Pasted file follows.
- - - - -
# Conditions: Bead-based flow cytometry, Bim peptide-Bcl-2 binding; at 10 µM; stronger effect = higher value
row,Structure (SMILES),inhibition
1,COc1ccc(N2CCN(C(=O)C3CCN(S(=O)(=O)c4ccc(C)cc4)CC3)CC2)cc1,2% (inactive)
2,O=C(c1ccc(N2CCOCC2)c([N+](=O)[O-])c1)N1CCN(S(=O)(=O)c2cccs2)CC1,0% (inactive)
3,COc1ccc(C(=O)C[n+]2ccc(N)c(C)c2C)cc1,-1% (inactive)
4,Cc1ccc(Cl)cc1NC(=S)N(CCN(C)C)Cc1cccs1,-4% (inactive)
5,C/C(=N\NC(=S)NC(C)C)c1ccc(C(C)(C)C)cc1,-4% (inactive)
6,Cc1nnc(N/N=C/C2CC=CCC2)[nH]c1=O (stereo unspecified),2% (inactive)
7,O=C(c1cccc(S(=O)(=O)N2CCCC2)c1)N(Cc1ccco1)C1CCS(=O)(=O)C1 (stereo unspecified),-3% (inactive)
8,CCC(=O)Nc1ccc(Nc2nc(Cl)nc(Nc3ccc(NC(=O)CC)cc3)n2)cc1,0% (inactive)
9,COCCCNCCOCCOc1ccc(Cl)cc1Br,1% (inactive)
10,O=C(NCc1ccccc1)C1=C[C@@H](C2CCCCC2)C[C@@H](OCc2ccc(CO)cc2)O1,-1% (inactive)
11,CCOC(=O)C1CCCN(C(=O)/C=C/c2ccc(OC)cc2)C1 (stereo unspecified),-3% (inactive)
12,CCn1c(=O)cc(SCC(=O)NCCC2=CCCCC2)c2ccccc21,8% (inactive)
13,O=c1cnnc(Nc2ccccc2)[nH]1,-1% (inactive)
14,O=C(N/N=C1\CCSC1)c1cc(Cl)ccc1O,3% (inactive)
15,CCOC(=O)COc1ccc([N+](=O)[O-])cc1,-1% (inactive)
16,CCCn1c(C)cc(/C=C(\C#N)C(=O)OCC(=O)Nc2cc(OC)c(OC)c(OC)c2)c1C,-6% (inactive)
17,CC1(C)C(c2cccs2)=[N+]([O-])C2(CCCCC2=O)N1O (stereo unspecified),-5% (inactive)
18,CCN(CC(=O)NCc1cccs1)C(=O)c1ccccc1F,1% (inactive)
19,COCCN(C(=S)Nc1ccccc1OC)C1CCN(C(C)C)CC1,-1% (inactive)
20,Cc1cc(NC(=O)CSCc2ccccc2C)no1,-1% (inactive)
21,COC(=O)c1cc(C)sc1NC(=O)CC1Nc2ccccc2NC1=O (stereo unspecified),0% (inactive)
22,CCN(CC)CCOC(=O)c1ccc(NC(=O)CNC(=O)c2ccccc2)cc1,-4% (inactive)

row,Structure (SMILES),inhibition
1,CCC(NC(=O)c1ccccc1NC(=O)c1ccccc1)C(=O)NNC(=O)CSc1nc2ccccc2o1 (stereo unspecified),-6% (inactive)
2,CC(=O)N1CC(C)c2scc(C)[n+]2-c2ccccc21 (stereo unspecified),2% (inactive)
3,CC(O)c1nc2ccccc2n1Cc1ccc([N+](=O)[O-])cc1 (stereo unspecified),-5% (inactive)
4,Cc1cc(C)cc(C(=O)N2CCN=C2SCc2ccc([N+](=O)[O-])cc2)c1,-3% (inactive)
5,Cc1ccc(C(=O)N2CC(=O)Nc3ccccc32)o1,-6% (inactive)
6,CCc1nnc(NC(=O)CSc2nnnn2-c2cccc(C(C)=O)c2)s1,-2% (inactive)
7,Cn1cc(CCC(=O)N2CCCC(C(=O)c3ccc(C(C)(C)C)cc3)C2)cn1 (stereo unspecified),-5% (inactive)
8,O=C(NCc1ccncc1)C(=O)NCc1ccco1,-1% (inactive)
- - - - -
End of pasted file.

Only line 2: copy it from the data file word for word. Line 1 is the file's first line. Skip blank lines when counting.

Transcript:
row,Structure (SMILES),inhibition